This Young Woman Dislocates Her Shoulder Up to 10 Times a Day By Just Sneezing!

Lauren Harry

Lauren Harry

Lauren has not been diagnosed with EDS yet. But she has many of the symtoms.  Trying to work with this disorder can be difficult.

  • “- This Genetic condition means  Lauren’s collagen is too weak to support her joints
  • – She goes to work  at McDonalds even when she is in pain
  • – Doctors dislocated Lauren’s elbow by accident while relocating her shoulder “

 

“A crippling condition means Lauren Harry  dislocates her shoulders every time she sneezes. A  cough, or the slightest jolt – even driving over a speed bump – can knock them  out of their sockets.

Lauren, 20, says her shoulders can dislocate  ten times a day. She’s been to A&E  four times in the last week alone.

Doctors believe she has Ehlers-Danlos  syndrome, a genetic condition which means her collagen is too weak to hold her  limbs in place.

Lauren, from Wrexham, north Wales, first  experienced pains in her legs at the age of 11, but was told it was due to  growing pains.

But at the age of 15 she fell off her  crutches while attending the Eisteddfod in Conwy, injuring her shoulder in the  process.

Since then her shoulders and other joints,  including her knees and fingers, have regularly dislocated.

Lauren, who moved to Brymbo from Connah’s  Quay last year, was unable to complete her AS levels because of her  condition.

She has been given stabilising surgery on her  shoulders on five separate occasions at Wrightington Hospital, Lancashire, but  the problems persist.

Lauren, who works at a McDonald’s drive thru  in Chester, said: ‘My shoulders dislocate around 10 times a day on each shoulder  even if I cough, sneeze or go over a speed bump.

THE DISLOCATION  DISORDER

Ehlers-Danlos syndrome  (EDS) is a group of inherited disorders that affect the connective  tissues.

Most types of the  genetic condition affect the production of collagen, which gives tissue strength  and allows it to stretch.

Collagen is found in tendons, ligaments,  cartilage, skin, bone, blood vessels, the gut and the spine.

It means joints are  loose and unstable and prone to dislocating. Swelling, sprains and  hyperextension are also common.

Skin is soft and  fragile and bruises easily. This leads to slow and poor wound  healing.

There is no known cure  for EDS. Treatment may help to manage symptoms, such as surgery to repair muscle  damage and medication for pain.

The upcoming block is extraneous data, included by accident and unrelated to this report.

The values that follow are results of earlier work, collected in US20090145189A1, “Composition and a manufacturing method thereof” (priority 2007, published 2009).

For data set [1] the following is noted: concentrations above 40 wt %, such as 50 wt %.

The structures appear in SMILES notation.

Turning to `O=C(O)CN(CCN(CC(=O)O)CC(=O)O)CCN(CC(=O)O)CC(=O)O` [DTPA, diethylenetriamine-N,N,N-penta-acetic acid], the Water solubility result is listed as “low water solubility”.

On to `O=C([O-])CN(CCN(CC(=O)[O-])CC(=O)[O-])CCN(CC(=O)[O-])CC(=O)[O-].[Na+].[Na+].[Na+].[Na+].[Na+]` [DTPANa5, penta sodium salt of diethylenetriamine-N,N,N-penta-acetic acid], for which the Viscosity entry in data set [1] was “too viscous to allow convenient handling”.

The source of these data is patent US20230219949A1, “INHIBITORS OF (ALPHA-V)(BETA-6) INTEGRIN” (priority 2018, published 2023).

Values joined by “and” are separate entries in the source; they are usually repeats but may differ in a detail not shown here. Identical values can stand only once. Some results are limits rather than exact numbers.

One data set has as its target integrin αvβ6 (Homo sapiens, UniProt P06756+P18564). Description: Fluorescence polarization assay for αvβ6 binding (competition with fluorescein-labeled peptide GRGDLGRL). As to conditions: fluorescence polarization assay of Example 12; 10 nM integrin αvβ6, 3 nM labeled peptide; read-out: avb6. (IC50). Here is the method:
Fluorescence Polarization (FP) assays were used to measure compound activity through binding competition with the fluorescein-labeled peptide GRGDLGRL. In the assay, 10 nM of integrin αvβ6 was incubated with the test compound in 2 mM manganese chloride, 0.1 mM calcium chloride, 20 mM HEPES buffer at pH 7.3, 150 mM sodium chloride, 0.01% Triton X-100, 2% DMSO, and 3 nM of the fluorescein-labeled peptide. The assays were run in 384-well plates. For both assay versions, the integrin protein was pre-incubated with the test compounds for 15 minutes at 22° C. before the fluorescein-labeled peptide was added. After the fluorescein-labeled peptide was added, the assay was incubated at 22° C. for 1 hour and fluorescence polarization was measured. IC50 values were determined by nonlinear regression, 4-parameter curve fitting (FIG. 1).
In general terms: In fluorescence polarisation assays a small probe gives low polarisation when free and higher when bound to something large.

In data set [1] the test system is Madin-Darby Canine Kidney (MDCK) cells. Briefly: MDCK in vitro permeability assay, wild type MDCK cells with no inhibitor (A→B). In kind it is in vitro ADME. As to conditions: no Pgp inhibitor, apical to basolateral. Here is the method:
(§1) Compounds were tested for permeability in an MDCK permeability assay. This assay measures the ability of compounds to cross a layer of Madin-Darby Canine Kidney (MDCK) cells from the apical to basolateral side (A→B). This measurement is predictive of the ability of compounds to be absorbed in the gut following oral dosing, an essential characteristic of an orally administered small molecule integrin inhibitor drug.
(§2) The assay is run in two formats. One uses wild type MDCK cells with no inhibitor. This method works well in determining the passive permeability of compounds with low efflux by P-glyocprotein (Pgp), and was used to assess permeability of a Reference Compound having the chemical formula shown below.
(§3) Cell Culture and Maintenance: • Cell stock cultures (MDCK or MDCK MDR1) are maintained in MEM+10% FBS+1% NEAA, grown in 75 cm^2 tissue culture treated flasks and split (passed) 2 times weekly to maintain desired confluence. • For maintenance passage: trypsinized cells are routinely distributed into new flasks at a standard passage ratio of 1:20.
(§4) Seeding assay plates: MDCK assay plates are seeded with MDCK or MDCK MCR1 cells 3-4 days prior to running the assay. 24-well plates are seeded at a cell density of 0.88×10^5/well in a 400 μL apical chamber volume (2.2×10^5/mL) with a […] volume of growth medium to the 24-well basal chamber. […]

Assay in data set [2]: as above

Sufferers can wear  joint braces, do physical therapy to strengthen joints, avoid very physical  activities and wear sunscreen to reduce the risk of  harm.

‘The other day in work I opened the fire door  and dislocated all of my fingers and I’ve dislocated them pushing myself up off  the sofa before.

‘I can’t even play fight with my little  sister without something dislocating.

‘Because I work in Chester I’m back and to  from A&E at Wrexham Maelor Hospital and the Countess of Chester all the  time,’ she said.

‘I went into A&E last week and they  relocated my shoulder but dislocated my elbow and that’s never happened before.  It’s so easily done.

‘I’ve had a few operations which have fixed  it for a while, but not for longer than nine months with no  dislocation.’

Lauren has yet to be tested for  Ehlers-Danlos, but is currently seeking funding for specialist treatment at The  Royal National Orthopaedic Hospital in Stanmore.

She said: ‘The more times I go to the doctors  they all say it sounds like Ehlers-Danlos.

‘Usually you have to stay on a waiting list  for a year for blood tests, but if I go to Stanmore I can get tested straight  away.

‘I know they teach you coping techniques to  relocate your joints more effectively and also try and help with the  psychological side.’

Despite her condition Lauren says she tries  to make sure it doesn’t prevent her from leading a normal life.”

Lauren has yet to be tested for Ehlers-Danlos, but is currently seeking funding for specialist treatment at The Royal National Orthopaedic Hospital in Stanmore. She said: ‘The more times I go to the doctors they all say it sounds like Ehlers-Danlos Syndrome.

Click here to read more about Lauren’s condition

 

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